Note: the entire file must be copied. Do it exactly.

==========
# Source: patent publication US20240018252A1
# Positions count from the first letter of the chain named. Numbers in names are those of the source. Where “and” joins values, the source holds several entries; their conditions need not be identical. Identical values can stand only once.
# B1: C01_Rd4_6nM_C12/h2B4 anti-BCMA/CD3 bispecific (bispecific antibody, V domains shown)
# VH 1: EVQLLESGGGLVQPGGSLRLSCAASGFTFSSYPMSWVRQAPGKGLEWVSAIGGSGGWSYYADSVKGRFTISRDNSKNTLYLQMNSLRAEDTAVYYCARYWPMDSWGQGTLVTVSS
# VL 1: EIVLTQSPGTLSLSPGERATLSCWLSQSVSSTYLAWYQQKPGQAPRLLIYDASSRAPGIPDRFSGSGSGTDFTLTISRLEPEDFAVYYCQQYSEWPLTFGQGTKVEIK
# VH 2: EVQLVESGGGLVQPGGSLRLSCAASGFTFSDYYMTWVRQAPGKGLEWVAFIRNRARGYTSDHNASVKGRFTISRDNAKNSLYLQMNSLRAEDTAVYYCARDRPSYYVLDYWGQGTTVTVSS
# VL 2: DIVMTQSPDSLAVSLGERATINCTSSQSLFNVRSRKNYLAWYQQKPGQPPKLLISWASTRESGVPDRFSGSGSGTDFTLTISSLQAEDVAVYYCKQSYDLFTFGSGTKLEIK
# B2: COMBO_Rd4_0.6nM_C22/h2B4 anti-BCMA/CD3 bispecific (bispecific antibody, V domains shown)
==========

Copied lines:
# Source: patent publication US20240018252A1
# Positions count from the first letter of the chain named. Numbers in names are those of the source. Where “and” joins values, the source holds several entries; their conditions need not be identical. Identical values can stand only once.
# B1: C01_Rd4_6nM_C12/h2B4 anti-BCMA/CD3 bispecific (bispecific antibody, V domains shown)
# VH 1: EVQLLESGGGLVQPGGSLRLSCAASGFTFSSYPMSWVRQAPGKGLEWVSAIGGSGGWSYYADSVKGRFTISRDNSKNTLYLQMNSLRAEDTAVYYCARYWPMDSWGQGTLVTVSS
# VL 1: EIVLTQSPGTLSLSPGERATLSCWLSQSVSSTYLAWYQQKPGQAPRLLIYDASSRAPGIPDRFSGSGSGTDFTLTISRLEPEDFAVYYCQQYSEWPLTFGQGTKVEIK
# VH 2: EVQLVESGGGLVQPGGSLRLSCAASGFTFSDYYMTWVRQAPGKGLEWVAFIRNRARGYTSDHNASVKGRFTISRDNAKNSLYLQMNSLRAEDTAVYYCARDRPSYYVLDYWGQGTTVTVSS
# VL 2: DIVMTQSPDSLAVSLGERATINCTSSQSLFNVRSRKNYLAWYQQKPGQPPKLLISWASTRESGVPDRFSGSGSGTDFTLTISSLQAEDVAVYYCKQSYDLFTFGSGTKLEIK
# B2: COMBO_Rd4_0.6nM_C22/h2B4 anti-BCMA/CD3 bispecific (bispecific antibody, V domains shown)